A million people could attend Super Bowl-related events, with 125,000 of them from outside Minnesota.
That's a lot of opportunity for transferring germs, especially the H3N2 flu virus which has knocked so many people flat.
Like Pa., N.J., & Delaware, Minnesota has 'widespread' flu activity, according to the CDC.
And, as you might expect, the biggest share of cases are in the metro Minneapolis area.
But visitors might face a little more exposure right now - statistics from the Minnesota Department of Health note that while flu outbreaks in traditional hot spots like nursing homes are down, those in schools are up sharply.
There were 111 school-based outbreaks last week, compared to 72 the week before.
Since kids in schools come and go into the community, they carry the virus to more people than do those sick from outbreaks in long-term care facilities.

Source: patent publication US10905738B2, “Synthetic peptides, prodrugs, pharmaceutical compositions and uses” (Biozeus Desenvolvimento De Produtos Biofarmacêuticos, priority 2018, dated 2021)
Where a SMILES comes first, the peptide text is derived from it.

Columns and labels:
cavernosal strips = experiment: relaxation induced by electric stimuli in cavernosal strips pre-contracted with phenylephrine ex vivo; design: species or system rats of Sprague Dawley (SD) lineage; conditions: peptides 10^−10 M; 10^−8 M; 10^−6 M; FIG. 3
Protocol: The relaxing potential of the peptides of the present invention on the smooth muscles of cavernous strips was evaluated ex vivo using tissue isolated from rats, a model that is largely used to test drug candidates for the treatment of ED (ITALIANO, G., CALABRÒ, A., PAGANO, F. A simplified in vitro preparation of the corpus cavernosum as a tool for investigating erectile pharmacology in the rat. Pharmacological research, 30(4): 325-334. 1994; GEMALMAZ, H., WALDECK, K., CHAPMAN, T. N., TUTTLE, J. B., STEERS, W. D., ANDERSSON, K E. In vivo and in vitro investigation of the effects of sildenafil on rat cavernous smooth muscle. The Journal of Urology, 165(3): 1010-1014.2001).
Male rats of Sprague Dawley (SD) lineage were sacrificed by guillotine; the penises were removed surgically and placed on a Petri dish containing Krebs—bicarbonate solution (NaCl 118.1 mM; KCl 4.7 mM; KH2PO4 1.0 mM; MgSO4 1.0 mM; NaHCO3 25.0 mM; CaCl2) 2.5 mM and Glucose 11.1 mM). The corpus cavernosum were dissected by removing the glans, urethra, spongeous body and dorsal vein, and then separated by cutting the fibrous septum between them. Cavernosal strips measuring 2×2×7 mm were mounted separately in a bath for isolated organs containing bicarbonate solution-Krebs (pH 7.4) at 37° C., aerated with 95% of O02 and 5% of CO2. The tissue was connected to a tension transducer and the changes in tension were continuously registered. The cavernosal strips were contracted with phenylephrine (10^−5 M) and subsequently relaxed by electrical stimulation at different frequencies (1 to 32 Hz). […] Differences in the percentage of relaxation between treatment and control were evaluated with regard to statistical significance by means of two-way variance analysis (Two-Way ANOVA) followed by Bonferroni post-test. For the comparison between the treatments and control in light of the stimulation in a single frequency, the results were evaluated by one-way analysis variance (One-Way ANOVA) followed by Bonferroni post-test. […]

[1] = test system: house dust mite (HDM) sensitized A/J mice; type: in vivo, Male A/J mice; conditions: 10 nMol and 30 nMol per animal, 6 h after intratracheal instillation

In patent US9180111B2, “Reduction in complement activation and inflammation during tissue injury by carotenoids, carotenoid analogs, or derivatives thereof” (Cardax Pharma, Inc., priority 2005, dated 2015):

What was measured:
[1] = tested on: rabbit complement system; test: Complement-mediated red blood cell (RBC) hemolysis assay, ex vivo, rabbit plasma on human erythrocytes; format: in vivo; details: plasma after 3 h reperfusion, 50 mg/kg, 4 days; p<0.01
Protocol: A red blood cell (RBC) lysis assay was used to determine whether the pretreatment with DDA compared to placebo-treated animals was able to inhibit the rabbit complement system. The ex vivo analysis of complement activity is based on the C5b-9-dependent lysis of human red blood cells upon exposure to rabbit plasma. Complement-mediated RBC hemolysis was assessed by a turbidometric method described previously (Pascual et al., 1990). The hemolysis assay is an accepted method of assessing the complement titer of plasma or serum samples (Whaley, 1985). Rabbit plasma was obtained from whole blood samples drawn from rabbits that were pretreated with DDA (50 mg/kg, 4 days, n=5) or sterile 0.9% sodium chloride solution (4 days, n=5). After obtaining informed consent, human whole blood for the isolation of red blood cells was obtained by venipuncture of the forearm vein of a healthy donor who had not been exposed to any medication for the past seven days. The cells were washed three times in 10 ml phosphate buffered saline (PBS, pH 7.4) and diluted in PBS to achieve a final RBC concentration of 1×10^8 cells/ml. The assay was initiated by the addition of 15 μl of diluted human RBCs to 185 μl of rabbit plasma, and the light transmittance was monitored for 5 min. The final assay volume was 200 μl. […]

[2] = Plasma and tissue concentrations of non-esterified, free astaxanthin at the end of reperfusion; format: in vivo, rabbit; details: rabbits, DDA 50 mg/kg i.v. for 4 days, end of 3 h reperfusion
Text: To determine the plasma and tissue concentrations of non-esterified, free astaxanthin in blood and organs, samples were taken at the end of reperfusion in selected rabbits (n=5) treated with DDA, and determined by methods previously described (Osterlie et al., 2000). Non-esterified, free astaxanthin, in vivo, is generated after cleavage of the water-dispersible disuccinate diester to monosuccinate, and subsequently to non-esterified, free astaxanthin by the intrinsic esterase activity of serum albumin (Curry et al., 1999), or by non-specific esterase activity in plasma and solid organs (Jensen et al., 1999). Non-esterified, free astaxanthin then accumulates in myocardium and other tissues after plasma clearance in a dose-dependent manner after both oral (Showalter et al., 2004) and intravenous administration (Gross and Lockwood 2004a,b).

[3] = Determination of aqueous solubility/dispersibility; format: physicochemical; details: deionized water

Those can be isolated.
Also, while flu-related hospitalizations are down in Minnesota, cases coming to doctor's offices, urgent care, and community health clinics are up sharply.
According to the CDC, 1 in 15 doctor visits last week across country were for flu symptoms - the highest level since the H1N1 flu pandemic of 2009.
Super Bowl visitors are urged to be vaccinated before coming, wash their hands with soap and water more frequently (hand sanitizer won't wipe out all norovirus), especially after being in crowded areas.
And AVOID TOUCHING THE EYES, NOSE, AND MOUTH.
That's how flu and norovirus germs invade the body.
Organizers of the Super Bowl Experience are working to cut the spread.
Volunteers with the United Way disinfect virtual reality equipment between each use at their booth.
Remember, with both flu and norovirus stomach bugs, you are infectious a day before symptoms show, and you remain infectious for several days after you feel better.
Anyone with underlying medical conditions, like heart disease, diabetes, high blood pressure, asthma, or emphysema, should take extra care not to get sick, and get care immediately if you do become ill.